Yesterday was a great day at church. We had a good group in the morning; and worship was fantastic. My partner Lisa preached the best sermon I've heard in a long time, about God's people being imaginative. I wish we were recording our services; hopefully soon. Our friends April and Nuc led music and did great as always. We are so blessed to have them as part of our church family!

Josh, who had been leading music for us, resigned yesterday. Josh was with the church when we came on board. He's a great kid; but his ideas and desires for worship are different from ours, and he recognized that he would be happier somewhere else. I hope he will stay connected in some ways; he is a great photographer and has been really helpful.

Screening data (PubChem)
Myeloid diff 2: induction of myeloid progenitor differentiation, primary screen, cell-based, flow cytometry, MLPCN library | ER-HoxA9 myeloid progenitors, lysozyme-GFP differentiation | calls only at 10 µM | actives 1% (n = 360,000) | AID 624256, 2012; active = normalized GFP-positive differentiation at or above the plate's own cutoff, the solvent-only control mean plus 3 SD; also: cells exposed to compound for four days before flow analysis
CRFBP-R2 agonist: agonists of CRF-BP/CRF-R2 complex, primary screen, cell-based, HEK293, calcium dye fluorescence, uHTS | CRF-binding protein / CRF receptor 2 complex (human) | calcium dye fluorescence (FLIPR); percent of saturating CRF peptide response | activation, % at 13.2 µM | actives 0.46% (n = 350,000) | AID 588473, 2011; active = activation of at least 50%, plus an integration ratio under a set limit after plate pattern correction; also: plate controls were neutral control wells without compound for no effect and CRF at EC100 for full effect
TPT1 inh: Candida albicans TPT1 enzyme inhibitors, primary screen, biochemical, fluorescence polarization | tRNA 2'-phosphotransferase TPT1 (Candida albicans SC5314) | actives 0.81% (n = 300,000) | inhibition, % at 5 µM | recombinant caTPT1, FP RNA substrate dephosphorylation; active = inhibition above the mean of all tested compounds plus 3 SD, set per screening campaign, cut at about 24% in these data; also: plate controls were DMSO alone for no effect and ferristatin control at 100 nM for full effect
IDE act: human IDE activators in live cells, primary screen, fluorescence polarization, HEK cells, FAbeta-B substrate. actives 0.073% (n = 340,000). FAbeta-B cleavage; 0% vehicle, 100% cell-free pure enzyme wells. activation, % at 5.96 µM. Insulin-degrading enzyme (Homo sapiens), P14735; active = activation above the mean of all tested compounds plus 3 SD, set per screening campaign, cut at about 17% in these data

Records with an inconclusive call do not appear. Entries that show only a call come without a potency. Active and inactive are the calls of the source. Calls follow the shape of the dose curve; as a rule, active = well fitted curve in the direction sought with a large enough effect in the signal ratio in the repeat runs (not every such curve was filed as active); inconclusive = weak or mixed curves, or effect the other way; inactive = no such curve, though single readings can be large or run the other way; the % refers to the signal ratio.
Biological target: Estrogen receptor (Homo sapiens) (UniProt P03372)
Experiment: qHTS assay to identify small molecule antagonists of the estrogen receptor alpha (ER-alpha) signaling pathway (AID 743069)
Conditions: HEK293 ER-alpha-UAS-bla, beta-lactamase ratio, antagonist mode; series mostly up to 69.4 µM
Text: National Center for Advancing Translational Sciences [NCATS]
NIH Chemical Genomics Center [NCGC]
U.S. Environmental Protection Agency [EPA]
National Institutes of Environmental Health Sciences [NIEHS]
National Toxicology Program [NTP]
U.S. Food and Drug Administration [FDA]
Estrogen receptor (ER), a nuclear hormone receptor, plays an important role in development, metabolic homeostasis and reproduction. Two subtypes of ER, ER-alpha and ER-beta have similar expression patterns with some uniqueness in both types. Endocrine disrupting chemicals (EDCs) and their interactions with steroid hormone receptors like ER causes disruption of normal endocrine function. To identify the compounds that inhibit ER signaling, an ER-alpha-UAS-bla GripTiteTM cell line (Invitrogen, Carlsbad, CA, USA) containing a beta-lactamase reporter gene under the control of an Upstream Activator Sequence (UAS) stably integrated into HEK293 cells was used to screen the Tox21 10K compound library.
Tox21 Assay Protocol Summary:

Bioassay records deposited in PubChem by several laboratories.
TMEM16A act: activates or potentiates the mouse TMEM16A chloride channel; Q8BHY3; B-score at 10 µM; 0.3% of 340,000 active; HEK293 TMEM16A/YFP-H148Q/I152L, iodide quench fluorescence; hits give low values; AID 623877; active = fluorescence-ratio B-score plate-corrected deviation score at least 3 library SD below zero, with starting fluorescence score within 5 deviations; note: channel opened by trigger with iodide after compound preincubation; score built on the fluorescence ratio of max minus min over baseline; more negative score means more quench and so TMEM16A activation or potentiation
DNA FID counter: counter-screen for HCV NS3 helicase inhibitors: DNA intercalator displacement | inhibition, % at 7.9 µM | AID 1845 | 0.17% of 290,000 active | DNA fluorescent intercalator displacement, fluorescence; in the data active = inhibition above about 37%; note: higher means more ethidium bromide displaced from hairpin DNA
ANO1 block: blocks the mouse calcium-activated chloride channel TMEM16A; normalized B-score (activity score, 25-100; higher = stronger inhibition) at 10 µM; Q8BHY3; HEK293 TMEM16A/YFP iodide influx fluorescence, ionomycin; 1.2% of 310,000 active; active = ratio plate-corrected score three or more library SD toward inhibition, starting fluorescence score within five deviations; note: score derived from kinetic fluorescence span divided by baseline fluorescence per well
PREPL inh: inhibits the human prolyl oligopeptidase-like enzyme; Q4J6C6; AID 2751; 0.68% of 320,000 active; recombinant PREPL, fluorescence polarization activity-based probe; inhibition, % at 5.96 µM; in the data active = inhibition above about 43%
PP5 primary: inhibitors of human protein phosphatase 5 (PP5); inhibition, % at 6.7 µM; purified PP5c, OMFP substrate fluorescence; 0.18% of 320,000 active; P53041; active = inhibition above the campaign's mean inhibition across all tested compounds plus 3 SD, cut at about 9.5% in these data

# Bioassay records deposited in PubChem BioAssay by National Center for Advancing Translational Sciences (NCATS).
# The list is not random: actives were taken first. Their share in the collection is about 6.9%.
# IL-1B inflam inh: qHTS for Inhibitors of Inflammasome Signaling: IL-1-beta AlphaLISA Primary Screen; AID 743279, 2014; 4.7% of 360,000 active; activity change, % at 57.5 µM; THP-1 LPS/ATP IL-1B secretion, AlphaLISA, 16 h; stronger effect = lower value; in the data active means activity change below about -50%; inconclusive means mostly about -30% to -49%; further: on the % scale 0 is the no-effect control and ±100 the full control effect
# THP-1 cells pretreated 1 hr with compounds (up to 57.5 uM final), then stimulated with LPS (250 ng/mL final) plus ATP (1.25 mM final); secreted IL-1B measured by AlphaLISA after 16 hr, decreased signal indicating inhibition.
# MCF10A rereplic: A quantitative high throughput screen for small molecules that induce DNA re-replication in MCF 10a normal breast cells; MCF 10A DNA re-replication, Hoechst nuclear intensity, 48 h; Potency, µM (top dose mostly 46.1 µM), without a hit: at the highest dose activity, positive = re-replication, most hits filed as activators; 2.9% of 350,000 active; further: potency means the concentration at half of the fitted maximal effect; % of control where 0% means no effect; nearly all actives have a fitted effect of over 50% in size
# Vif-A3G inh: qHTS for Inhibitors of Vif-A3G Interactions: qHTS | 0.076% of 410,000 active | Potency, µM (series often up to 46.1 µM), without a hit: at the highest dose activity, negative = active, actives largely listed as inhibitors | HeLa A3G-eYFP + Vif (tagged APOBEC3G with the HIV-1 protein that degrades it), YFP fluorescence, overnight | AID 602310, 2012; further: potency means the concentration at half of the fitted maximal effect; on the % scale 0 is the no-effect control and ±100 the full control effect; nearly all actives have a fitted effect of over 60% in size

Last night we had dinner and communion, followed by some music and discussion with Harp 46. Another awesome experience. It was so powerful sitting around the table (12 of us) taking communion and sharing a great meal and fellowship. The music was amazing!

Lisa and I are putting the finishing touches on some documents that will help clarify who we are and where we are going--mission and vision statements, core values, beliefs, and comittments, and a plan for our first year. Then we take all this to the people of the church and ask people to get on board as we move forward. I know the biggest challenge for some will be changing the name of the church (or adding on to it). We're narrowing down and asking for some divine direction on that decision!

Friday, August 18, 2006

Learning from my son